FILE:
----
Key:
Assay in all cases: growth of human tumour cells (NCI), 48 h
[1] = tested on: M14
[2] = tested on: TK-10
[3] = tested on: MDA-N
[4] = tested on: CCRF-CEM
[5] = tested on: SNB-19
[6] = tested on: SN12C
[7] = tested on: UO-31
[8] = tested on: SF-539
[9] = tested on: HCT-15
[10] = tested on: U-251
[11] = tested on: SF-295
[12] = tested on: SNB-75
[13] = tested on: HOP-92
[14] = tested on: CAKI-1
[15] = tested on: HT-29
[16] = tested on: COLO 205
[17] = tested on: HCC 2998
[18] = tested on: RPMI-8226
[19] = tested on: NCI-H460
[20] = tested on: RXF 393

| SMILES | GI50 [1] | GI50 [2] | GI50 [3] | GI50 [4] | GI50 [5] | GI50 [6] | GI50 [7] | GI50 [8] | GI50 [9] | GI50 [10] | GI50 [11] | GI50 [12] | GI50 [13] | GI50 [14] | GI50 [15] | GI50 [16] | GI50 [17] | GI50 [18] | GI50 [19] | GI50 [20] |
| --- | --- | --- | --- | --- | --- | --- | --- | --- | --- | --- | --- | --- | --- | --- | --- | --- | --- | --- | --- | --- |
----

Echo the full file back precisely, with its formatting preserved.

Key:
Assay in all cases: growth of human tumour cells (NCI), 48 h
[1] = tested on: M14
[2] = tested on: TK-10
[3] = tested on: MDA-N
[4] = tested on: CCRF-CEM
[5] = tested on: SNB-19
[6] = tested on: SN12C
[7] = tested on: UO-31
[8] = tested on: SF-539
[9] = tested on: HCT-15
[10] = tested on: U-251
[11] = tested on: SF-295
[12] = tested on: SNB-75
[13] = tested on: HOP-92
[14] = tested on: CAKI-1
[15] = tested on: HT-29
[16] = tested on: COLO 205
[17] = tested on: HCC 2998
[18] = tested on: RPMI-8226
[19] = tested on: NCI-H460
[20] = tested on: RXF 393

| SMILES | GI50 [1] | GI50 [2] | GI50 [3] | GI50 [4] | GI50 [5] | GI50 [6] | GI50 [7] | GI50 [8] | GI50 [9] | GI50 [10] | GI50 [11] | GI50 [12] | GI50 [13] | GI50 [14] | GI50 [15] | GI50 [16] | GI50 [17] | GI50 [18] | GI50 [19] | GI50 [20] |
| --- | --- | --- | --- | --- | --- | --- | --- | --- | --- | --- | --- | --- | --- | --- | --- | --- | --- | --- | --- | --- |